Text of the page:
But for opponents of the Colorado Option, the enrollment numbers show that the plans simply didn’t appeal to many people, despite the state’s efforts to bring the Colorado Option to the marketplace.
Initially, the state had Colorado Option plans show up first in search results on Connect for Health. For people whose existing health insurance company was going out of business, the state automatically assigned them to a suggested Colorado option plan, with more work required if they wanted to choose something else. The only plans available through OmniSalud were the Colorado Option plans.
And, while the state said customers could collectively save $14.7 million by choosing the lowest-cost Colorado Option plan available to them instead of automatically renewing their existing plan, Colorado Option plans were often not the least expensive available to consumers.
“Most Coloradans have agreed that a non-standard private insurance plan is better for them,” Brandon Arnold, associate director of the Colorado Association of Health Plans, said in a statement.
“Over 87% of Coloradans find better value through Coloradan health insurance providers, but efforts that could save people money on health care, such as easing the regulatory burden, have been lacking.”
That point is echoed by many insurance brokers: people who help consumers shop for insurance plans. Meagan Fearing, president of the Colorado State Health Insurers Association, a brokerage group, said Colorado Option’s plans were often not the best fit for the consumers she and other brokers worked with. That made her question whether the show is worth the effort put into it.
“I would say the numbers are a bit higher than we expected,” Fearing said. “But I would also say it’s disappointing that we’ve been through all of this for a fraction of our state’s population.”
Bigger fights to come
While there is not expected to be any legislation to modify the Colorado Option significantly this session, at least none with a realistic chance of passing, the health insurance wars will likely remain hot in 2023.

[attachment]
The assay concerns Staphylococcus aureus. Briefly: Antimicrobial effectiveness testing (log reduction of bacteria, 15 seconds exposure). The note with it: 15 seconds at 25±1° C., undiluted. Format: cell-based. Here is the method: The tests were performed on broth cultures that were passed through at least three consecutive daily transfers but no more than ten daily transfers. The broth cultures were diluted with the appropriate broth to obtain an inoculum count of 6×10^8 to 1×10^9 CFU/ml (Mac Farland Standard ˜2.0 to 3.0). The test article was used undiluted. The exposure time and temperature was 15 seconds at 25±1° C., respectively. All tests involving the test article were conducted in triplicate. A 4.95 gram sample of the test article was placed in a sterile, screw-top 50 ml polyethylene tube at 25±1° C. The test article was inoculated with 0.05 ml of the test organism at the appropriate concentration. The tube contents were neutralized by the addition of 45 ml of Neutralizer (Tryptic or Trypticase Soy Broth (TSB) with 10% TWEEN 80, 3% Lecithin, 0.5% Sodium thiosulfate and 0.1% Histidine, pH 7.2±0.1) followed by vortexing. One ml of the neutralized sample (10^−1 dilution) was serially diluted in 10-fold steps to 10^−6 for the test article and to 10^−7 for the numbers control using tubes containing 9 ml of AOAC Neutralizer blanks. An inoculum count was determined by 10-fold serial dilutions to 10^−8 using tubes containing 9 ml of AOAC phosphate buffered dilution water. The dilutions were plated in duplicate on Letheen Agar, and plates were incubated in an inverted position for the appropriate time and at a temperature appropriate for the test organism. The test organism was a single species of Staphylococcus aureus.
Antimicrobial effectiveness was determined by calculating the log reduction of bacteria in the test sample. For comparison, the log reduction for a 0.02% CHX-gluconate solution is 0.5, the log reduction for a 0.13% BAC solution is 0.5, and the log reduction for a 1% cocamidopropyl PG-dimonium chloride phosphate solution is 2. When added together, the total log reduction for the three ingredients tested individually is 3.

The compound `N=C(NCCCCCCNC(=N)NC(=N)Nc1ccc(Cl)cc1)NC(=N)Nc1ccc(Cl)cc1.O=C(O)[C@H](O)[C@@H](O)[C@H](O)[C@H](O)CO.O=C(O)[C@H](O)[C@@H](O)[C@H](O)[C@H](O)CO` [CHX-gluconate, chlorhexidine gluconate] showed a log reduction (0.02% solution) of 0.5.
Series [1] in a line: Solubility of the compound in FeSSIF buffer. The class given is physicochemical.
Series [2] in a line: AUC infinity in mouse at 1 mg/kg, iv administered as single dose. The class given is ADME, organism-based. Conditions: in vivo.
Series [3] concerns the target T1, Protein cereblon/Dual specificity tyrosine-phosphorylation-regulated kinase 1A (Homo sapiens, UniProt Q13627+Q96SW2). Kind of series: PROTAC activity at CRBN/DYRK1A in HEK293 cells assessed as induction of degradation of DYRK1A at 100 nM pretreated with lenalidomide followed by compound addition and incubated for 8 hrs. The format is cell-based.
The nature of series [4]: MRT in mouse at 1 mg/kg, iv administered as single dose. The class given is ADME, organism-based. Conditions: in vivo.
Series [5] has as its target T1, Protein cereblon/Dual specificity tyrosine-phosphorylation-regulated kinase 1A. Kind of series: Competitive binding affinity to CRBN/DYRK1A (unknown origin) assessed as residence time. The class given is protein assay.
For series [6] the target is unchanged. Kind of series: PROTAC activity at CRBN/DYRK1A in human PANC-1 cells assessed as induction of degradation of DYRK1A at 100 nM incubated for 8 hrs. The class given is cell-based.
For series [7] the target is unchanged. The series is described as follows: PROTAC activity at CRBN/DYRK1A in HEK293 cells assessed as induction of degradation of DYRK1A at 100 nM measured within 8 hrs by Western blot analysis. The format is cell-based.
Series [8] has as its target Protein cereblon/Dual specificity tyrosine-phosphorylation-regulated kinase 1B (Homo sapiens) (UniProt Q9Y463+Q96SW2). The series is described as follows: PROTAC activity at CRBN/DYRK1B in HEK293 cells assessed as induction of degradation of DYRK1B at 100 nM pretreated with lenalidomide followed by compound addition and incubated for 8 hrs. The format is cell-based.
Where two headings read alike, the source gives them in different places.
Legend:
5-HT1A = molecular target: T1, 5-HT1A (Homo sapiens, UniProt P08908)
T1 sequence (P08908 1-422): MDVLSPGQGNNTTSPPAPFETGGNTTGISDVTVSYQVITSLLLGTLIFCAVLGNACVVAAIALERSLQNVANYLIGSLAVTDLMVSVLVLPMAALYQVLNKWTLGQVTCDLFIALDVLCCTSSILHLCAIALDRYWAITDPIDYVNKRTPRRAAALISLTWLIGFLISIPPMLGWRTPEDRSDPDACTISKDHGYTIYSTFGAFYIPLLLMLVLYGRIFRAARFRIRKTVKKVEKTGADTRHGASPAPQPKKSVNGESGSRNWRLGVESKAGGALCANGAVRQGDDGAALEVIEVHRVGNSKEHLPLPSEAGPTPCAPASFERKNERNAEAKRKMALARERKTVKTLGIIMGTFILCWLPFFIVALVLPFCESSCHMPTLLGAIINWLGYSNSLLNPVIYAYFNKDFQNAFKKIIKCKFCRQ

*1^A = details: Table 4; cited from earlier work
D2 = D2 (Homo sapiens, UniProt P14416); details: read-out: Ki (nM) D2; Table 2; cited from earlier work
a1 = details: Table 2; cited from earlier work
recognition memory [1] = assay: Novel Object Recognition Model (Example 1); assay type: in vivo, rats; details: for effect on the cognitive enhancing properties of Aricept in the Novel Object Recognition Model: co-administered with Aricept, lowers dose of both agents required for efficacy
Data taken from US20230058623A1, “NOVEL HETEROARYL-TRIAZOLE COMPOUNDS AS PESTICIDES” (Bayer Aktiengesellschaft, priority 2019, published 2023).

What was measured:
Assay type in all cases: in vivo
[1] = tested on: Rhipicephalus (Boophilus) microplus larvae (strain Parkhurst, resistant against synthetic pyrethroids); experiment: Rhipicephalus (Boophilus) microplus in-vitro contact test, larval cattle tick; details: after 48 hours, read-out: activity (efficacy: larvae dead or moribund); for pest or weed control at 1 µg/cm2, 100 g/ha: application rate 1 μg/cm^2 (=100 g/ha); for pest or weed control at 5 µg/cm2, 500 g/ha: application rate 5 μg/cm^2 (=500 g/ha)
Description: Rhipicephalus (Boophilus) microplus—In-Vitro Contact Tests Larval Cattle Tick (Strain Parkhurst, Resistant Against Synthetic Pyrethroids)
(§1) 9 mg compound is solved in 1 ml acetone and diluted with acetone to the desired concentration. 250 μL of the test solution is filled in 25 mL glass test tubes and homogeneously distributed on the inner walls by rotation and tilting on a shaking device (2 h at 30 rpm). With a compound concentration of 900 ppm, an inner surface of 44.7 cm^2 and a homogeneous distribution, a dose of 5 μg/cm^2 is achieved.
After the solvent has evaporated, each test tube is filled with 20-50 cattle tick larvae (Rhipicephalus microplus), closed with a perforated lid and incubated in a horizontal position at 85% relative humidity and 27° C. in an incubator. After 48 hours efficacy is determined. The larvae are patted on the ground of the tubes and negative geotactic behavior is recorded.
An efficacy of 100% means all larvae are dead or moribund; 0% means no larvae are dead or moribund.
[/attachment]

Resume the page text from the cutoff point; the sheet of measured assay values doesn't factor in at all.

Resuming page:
This is the first year that the Division of Insurance has the authority to take carriers to a public hearing if the prices of their Colorado Options are not low enough. (Insurers must sell the Colorado Option at progressively lower prices during the first three years of the program, falling to 15% below 2021 rates in 2025, after accounting for inflation.)
Those hearings, in turn, could lead to unprecedented regulatory action by the state government, including being able to tell hospitals how much they can charge for a service, in order to lower Colorado Option prices.
For health reform advocates, the hearings are where the benefit of the Colorado Option program really begins to kick in. And the regulatory authority shown in those hearings will make Colorado Option even more attractive to consumers next year.
“Some in our health care system have been trying to avoid accountability,” Adam Fox, deputy director of the Colorado Consumer Health Initiative, which supports the Colorado Option, said in a statement. “With this increased transparency, we will ensure that the industry lives up to the standards Coloradans deserve, making the Coloradan Choice plans that much more effective next year.”